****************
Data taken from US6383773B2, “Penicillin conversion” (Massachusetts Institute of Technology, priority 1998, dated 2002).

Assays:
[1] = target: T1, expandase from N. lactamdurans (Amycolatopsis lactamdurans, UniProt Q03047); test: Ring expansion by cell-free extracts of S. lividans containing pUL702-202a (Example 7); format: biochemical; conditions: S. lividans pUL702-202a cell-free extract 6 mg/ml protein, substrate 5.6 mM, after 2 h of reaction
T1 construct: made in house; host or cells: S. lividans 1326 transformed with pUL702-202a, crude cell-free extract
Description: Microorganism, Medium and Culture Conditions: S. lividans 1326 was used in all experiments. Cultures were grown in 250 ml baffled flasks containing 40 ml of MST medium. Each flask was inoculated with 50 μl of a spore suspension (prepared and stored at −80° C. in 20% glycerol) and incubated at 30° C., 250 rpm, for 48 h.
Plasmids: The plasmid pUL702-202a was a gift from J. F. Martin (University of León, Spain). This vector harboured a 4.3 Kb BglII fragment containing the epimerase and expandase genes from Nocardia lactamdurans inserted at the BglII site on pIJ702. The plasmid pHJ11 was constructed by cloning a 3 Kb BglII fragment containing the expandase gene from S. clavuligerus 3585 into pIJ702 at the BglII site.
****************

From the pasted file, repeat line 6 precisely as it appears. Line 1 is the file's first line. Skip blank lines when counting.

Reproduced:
Plasmids: The plasmid pUL702-202a was a gift from J. F. Martin (University of León, Spain). This vector harboured a 4.3 Kb BglII fragment containing the epimerase and expandase genes from Nocardia lactamdurans inserted at the BglII site on pIJ702. The plasmid pHJ11 was constructed by cloning a 3 Kb BglII fragment containing the expandase gene from S. clavuligerus 3585 into pIJ702 at the BglII site.